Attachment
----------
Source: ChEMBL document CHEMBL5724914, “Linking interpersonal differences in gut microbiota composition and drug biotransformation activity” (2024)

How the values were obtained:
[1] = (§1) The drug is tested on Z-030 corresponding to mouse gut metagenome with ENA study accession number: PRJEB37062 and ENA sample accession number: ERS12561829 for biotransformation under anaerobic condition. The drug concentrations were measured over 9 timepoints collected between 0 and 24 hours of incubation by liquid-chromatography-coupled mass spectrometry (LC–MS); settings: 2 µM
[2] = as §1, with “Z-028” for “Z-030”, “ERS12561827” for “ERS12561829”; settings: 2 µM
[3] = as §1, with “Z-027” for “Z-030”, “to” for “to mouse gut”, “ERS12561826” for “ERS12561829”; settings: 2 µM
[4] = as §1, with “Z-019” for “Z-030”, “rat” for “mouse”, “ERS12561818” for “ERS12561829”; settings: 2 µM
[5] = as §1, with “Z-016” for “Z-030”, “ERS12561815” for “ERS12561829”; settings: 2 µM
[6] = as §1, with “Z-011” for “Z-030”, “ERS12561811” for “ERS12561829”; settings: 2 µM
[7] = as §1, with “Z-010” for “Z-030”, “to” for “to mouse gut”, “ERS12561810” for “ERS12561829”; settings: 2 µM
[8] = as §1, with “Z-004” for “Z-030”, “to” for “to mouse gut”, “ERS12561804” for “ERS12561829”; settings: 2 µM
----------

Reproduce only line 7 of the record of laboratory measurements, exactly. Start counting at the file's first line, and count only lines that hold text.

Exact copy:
[5] = as §1, with “Z-016” for “Z-030”, “ERS12561815” for “ERS12561829”; settings: 2 µM